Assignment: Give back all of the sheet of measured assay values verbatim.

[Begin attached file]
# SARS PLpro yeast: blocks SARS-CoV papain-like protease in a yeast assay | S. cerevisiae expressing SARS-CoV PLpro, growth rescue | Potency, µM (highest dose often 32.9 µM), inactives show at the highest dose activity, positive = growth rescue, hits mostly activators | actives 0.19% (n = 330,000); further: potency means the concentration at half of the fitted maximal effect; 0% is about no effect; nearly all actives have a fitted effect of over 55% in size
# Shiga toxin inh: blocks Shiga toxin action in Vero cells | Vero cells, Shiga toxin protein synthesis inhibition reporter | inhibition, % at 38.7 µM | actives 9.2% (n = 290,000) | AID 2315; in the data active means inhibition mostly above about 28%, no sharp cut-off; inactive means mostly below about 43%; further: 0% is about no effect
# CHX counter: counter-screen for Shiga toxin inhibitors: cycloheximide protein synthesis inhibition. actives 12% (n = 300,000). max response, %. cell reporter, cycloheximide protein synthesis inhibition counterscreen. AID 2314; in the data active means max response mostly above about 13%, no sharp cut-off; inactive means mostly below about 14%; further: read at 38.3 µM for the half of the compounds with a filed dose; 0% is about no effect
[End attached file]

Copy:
# SARS PLpro yeast: blocks SARS-CoV papain-like protease in a yeast assay | S. cerevisiae expressing SARS-CoV PLpro, growth rescue | Potency, µM (highest dose often 32.9 µM), inactives show at the highest dose activity, positive = growth rescue, hits mostly activators | actives 0.19% (n = 330,000); further: potency means the concentration at half of the fitted maximal effect; 0% is about no effect; nearly all actives have a fitted effect of over 55% in size
# Shiga toxin inh: blocks Shiga toxin action in Vero cells | Vero cells, Shiga toxin protein synthesis inhibition reporter | inhibition, % at 38.7 µM | actives 9.2% (n = 290,000) | AID 2315; in the data active means inhibition mostly above about 28%, no sharp cut-off; inactive means mostly below about 43%; further: 0% is about no effect
# CHX counter: counter-screen for Shiga toxin inhibitors: cycloheximide protein synthesis inhibition. actives 12% (n = 300,000). max response, %. cell reporter, cycloheximide protein synthesis inhibition counterscreen. AID 2314; in the data active means max response mostly above about 13%, no sharp cut-off; inactive means mostly below about 14%; further: read at 38.3 µM for the half of the compounds with a filed dose; 0% is about no effect